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Post Reply Lesson 3 Writing 書き方 Introduction
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Posted 2/23/08 , edited 2/23/08
Lol, I wouldn't suggest jumping into Kanji just yet ^^; Hiragana would be first, then katakana and after you know enough words move on to the Kanji. If you only want to learn spoken Japanese then Romanji would be enough. I haven't been learning Japanese for all that long, so I don’t know what you experts have to say :D

がんばって~
加油 ~
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31 / F / ★☆。。Pєnαηg, Mαℓαy...
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Posted 2/23/08 , edited 2/23/08
well i found it hard to learn also at the begining. But its getting better after i learnt both the hiragana n katakana. Just sometimes for example if i see any notices with japanese words on the roadside or somewhere, i'll try to read them n i can read them out just the problem is i dunno what they mean zzzz so have to learn word by word first like learning things in kindergarten =.=
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Posted 2/24/08 , edited 2/24/08
if you already know hiragana/katakana, you're already better off than most of everyone.
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Posted 2/26/08 , edited 2/27/08
There aren't too many opportunities nowadays to actually handwrite Japanese anymore, but knowing the "kakijun" is still important. Kakijun is the order in which each Japanese alphabet or kanji is written. The word "Kanji" literally means "Han writing", and as these words suggest, it was imported from the Han Dynasty around 5th to 6th century along with these rules. Anyway, here's a cool website that teaches you the order in which each Japanese alphabet or kanji should be written.

http://www.winttk.com/kakijun/

It's written in Japanese, but if you click on each highlighted alphabet, it will take you to a page with the writing instruction.

Remember, regardless of whether you're writing sideways (left to right) or up and down (right to left), the alphabets and kanji are written always written: 1) left to right and 2) up and down. If this doesn't make sense to you, then you have to go google it and read up on the basics a bit :D

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Posted 3/1/08 , edited 3/1/08

日本の書き方はそんなにわかりやすくないからがんばって!

Because the Japanese writing is not easy to know so, persevering!


がんばって~
加油

Persevering? Adding oil
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Posted 3/5/08 , edited 3/5/08
D: !? enough with the translation sites! lol
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Posted 3/9/08 , edited 3/9/08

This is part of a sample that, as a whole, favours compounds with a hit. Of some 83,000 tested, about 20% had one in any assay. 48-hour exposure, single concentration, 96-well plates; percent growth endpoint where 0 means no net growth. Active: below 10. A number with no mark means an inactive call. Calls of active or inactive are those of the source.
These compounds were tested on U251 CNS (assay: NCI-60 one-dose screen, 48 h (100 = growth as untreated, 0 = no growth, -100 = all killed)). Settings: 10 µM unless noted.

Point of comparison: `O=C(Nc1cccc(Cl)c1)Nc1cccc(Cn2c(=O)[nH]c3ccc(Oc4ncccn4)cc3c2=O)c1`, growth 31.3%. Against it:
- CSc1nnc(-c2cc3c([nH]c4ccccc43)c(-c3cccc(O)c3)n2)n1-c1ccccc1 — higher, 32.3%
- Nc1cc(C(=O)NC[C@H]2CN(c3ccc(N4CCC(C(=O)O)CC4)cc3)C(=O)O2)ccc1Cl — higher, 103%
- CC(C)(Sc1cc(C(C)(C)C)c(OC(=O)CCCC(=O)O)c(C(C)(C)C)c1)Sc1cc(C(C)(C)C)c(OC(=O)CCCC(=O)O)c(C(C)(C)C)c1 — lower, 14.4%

lirg123 wrote:


日本の書き方はそんなにわかりやすくないからがんばって!

Because the Japanese writing is not easy to know so, persevering!


がんばって~
加油

Persevering? Adding oil


Hahahaha, Oh god translating site translations really crack me up. Ganbatte (加油), in kanji, if you put it through a translator it literally translates to 'adding oil'. It's just like our slang - if you put them through a translator they will turn out weird XD. For example, 'mobile phone' might turn into, literally, a mobile (moving) phone through translators.
Posted 3/26/08 , edited 3/26/08
Ghehe lol ^^

Ohw i use http://www.realkana.com/ for learning katakana and hiragana =]
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Posted 4/25/08 , edited 4/25/08
which out of hiragana, katakana, or kanji should me learnt first? like in what order should you learn it?
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26 / F / Intelligence Route
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Posted 4/25/08 , edited 4/25/08
i learnt hiragana first.
i can read hiragana well now. i took 10 days.
As other guys above said, learning hiragana first, then katakana, the last one would be kanji.

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Posted 5/2/08 , edited 5/2/08
I was wondering, which is more popular? Hirgana or Katakana?
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Posted 5/4/08 , edited 5/4/08
not really what you call "popular" or "not popular", but you'll see more hiragana words than katakana words because Japanese people usually use more japanese words than foreign words. Although, you do see the string of words in katakana sometimes. They just use either or depending on necessity.
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Posted 6/4/08 , edited 6/5/08
I can read Hiragana perfectly. (Though, Im still a bit slow at certain ones...)
Katakana... I still havent fully memorized much of it...
And Kanji.... I DONT GET AT ALL.

Seriously.

Why does one kanji have so many meanings? Its crazy! It is seriously hard to get....

ANYWAYS! (LOL)


What is Furigana?

Is that the Hiragana that sometimes appears over Kanji?
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Posted 7/14/08 , edited 7/15/08
I have learned Hiragana and Katakana and no how to write it, but what gets me is when learning kanji, how do you remember what sounds go with the symbols =/ with out being confused with similar sounds and words?
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